Josh: My cynical answer is Seth Brown, because he’s the next obvious trade candidate as a slugging left-handed bat with solid corner outfield defense, and he’ll likely get lots of buzz before being moved at the deadline (or next offseason). But as far as the team’s younger players go, I’m going to pick Nick Allen. He doesn’t have the upside of a Shea Langeliers or Esteury Ruiz, but he is a defensive wizard at shortstop and is sure to make plenty of highlight reels throughout the year. I believe in his bat more than most, and if he can get his offensive production close to league average, he has a chance to carve out an Andrelton Simmons-esque career.
Jason: This one is tough, because there’s a lot of potential in this group, but Fuji has to be the answer here. His splitter is one of the hardest in the game and it’s just filthy. He’s shown he can make adjustments mid-game this spring, so if he can keep his pitch count under control (I.e. hone in his command a little) then he could end up as the A’s All Star representative. He’s going to make at least one team look foolish this season. He’s also on a one year deal, so he could end up as trade bait at the deadline.
C70: What’s going to be the strongest aspect of this team, do you think?
Nico: I have a feeling that absent elite hitting talent the A’s are going to try to exploit the new rules to run, run, run and will be amongst the league leaders in stolen bases. That’s assuming, of course, that their fastest players can actually get on base.
Josh: This team doesn’t have an obvious strength (bullpen, rotation, lineup, defense, etc.) but I think overall this team’s strength relative to previous A’s teams will be its athleticism. The front office has clearly targeted athleticism in its recent trades and drafts and it’s starting to show. Outside of maybe recent veteran additions Jesus Aguilar and Manny Pina, every player on this team can move well in the field and on the basepaths and play multiple positions defensively. With the larger bases, pitch clock and pickoff restrictions, this team could cause some problems on the basepaths, even if it’s in a way that doesn’t show in raw stolen base totals, and their athleticism could help them navigate the shift restrictions on defense.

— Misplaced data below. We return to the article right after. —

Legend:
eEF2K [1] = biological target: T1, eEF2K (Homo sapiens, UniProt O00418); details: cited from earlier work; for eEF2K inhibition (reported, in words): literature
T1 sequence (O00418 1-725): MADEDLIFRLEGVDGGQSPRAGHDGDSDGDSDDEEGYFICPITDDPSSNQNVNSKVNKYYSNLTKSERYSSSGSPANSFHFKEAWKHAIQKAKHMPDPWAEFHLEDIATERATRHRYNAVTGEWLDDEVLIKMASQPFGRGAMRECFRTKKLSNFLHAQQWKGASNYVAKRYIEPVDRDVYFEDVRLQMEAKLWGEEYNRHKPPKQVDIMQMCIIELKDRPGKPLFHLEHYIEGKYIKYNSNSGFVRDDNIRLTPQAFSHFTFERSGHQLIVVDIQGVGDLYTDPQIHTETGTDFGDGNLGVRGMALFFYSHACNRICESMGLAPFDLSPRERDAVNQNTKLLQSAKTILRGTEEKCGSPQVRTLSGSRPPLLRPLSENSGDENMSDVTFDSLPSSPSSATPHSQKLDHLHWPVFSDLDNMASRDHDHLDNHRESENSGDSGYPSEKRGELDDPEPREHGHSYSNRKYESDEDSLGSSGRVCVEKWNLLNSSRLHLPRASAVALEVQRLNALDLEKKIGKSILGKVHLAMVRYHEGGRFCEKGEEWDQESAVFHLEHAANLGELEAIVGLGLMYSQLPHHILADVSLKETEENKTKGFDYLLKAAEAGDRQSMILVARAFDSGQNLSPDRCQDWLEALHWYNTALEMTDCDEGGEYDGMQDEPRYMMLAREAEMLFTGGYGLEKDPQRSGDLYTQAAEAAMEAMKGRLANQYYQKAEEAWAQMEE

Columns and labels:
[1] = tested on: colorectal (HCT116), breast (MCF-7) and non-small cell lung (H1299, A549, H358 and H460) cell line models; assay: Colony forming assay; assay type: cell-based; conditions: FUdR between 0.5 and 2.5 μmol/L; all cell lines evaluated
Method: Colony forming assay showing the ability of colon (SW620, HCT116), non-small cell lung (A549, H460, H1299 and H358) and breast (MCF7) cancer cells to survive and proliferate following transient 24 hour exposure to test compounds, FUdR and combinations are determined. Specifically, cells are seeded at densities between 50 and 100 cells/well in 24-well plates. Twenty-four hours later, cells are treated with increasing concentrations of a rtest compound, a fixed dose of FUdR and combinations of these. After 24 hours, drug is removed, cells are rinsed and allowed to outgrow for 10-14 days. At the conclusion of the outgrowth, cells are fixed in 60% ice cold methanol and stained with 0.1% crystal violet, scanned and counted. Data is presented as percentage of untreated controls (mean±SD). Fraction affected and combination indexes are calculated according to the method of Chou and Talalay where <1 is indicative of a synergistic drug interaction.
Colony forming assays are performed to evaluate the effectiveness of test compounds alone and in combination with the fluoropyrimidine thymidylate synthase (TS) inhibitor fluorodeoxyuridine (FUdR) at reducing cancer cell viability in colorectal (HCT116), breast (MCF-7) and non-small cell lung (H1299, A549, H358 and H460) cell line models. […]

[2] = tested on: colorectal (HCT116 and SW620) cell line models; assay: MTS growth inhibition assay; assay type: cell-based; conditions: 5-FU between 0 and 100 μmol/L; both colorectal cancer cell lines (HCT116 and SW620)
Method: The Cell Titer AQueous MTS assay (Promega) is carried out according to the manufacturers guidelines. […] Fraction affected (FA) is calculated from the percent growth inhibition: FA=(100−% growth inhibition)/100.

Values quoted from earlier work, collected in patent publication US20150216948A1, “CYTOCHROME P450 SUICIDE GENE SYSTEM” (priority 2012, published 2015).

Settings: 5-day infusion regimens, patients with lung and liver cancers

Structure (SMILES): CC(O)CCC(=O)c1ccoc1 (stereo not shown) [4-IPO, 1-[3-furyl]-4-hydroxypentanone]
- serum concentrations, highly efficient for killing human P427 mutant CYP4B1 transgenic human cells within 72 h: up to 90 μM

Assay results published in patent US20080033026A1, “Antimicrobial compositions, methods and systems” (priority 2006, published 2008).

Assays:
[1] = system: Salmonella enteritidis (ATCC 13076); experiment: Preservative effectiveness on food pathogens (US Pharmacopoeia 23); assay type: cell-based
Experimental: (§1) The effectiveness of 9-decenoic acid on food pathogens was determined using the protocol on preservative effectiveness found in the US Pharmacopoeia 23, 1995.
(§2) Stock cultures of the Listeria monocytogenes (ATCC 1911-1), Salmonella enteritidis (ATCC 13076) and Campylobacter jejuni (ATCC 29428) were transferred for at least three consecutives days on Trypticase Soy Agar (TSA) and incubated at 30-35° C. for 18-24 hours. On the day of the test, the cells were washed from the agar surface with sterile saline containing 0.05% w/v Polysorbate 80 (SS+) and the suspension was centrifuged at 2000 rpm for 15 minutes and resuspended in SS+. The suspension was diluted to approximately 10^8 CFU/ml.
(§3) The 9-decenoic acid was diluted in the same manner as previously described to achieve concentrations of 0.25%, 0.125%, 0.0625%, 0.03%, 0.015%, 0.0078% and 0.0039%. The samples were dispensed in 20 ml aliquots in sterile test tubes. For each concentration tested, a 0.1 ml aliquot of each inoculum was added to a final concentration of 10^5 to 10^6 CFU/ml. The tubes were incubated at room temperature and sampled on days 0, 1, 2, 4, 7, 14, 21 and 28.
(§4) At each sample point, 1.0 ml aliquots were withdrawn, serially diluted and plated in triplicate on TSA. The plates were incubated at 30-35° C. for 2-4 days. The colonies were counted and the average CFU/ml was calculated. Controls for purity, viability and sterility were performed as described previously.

Jason: The strongest aspect is going to be youth and platoons. Lots of young guys on this club that are looking to make a name for themselves in this league, but the front office also went out and signed a few veterans to help the team’s overall production. I foresee a lot of platoons that make the A’s roughly league average at just about every position. One example: Seth Brown was 29% above league average against righties, but 40% below average against lefties last season. If the A’s put Jace Peterson in left against southpaws, he’s another guy that was better than league average by 5%. Combined, that’s a top 10 or so left fielder. Kevin Smith would be my pick to man the hot corner with Peterson in left, and Smith provided excellent defense and mashed left-handers (16% above league avg) even while struggling overall last season.
C70: While trading off many pieces, the A’s went out and signed Shintaro Fujinami. What do you expect from him this season?
Nico: No one knows, but the stuff is reportedly electric so the upside is substantial. Or he could be wild and continue the A’s trend of failed overseas projects. Sadly, I suspect the better he is the shorter his time will be with Oakland as he is on a one-year deal and could draw a lot of interest at the trading deadline if he proves to be “all that”.